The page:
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The Kingdom of Sweets

The Kingdom of Sweets by Erika Johansen

Transworld, hb, £17.47

Reviewed by Mikaela Silk

Natasha’s life has been defined by a single word, spoken over her at her christening by the mysterious and powerful Drosselmeyer. That word was ‘dark’. Yet more impactful even than this was the word he spoke over her twin, Clara. Forevermore one was known as the dark sister and the other the light sister; you can imagine who most people preferred. For a long time, the bonds of sisterhood held strong despite their differences. Until Natasha began to realise that the darkness she lived in was that cast by her sister’s shadow. When opportunity comes knocking, what will Natasha be willing to do to throw off her sister’s shadow once and for all?

This book is labelled as ‘a dark retelling of a classic tale’ but I disagree. This description does not do justice to Erika Johansen’s unique imagination. Whilst some of the characters are familiar and the opening chapters follow a somewhat expected line, there is so much more to this book than the classic tale. The ‘kingdom of sweets’ may have served as an initial inspiration, but the world of this book is much darker and unpredictable and dangerous. As the villain of the story, the Queen outstrips the Rat King by miles; her form is more ominous, her power more mysterious, and her goals much more twisted. Beyond the early motifs of the Nutcracker tale, the twisting plot of this book takes on a whole new life. By the end of the book, this original inspiration is almost unrecognisable.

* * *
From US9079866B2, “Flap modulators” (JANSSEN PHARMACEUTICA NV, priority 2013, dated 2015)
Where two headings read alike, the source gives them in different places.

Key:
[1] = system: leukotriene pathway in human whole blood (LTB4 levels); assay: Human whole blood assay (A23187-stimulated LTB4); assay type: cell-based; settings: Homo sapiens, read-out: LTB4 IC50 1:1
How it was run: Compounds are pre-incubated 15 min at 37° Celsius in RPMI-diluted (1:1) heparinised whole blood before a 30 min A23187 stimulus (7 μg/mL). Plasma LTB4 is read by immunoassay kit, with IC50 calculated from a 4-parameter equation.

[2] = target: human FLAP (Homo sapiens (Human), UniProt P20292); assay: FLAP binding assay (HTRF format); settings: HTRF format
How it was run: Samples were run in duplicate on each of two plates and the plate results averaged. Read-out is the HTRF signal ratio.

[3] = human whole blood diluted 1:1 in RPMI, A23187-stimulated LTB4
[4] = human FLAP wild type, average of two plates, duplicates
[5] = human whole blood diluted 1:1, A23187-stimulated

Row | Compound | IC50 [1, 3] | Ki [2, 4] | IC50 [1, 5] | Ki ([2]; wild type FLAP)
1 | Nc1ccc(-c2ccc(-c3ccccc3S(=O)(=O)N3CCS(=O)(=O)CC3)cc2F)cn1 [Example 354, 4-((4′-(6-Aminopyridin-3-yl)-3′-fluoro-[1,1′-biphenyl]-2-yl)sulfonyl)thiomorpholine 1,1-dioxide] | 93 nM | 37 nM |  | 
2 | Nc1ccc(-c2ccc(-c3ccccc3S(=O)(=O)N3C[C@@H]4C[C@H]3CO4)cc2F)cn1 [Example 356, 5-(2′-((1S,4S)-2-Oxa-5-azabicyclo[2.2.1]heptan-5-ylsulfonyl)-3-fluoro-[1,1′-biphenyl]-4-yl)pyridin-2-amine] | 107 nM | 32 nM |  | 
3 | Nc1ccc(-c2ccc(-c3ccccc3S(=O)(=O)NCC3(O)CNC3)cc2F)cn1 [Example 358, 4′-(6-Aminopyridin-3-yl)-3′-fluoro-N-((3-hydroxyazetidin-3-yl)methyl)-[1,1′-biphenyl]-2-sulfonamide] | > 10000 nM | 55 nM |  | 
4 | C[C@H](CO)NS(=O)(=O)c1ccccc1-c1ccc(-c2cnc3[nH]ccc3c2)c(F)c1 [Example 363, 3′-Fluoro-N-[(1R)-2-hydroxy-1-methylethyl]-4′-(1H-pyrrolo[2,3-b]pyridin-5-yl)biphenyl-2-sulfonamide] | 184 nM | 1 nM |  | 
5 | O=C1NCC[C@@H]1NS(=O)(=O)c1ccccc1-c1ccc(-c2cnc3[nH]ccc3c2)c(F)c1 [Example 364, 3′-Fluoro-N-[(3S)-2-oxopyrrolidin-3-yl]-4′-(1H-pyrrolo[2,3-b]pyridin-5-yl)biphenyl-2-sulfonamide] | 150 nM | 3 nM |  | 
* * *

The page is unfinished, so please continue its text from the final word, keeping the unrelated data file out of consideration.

Even the main character, Natasha, is an invention of the author’s own mind; one with both gifts and flaws. She is portrayed as the mirror opposite of her sister, but the depth of character within her cannot be easily compared to another. In a similar way, it is made clear from the very beginning that Clara’s perfection is a painted-on illusion and that, for better or worse, there are unknown depths within her character. Other characters, such as Conrad, are one-dimensional. However, this is not necessarily a bad thing as his character serves the exact purpose that the plot requires of him.

Those who hate a cliffhanger ending will be glad to hear that this book wraps everything up very neatly in the final pages. Although that doesn’t mean that there is a happily ever after…

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